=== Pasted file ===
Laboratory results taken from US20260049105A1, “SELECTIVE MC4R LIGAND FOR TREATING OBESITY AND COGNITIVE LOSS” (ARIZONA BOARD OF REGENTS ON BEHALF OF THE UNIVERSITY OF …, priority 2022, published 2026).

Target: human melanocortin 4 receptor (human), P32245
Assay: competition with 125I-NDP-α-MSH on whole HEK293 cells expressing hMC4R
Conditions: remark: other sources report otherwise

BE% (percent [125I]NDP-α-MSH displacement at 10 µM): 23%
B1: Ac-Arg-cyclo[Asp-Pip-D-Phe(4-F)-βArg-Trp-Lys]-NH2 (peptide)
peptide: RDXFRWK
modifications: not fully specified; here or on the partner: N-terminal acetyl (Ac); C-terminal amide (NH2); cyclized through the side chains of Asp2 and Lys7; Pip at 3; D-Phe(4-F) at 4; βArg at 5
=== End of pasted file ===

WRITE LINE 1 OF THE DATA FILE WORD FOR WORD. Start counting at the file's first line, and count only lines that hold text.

Laboratory results taken from US20260049105A1, “SELECTIVE MC4R LIGAND FOR TREATING OBESITY AND COGNITIVE LOSS” (ARIZONA BOARD OF REGENTS ON BEHALF OF THE UNIVERSITY OF …, priority 2022, published 2026).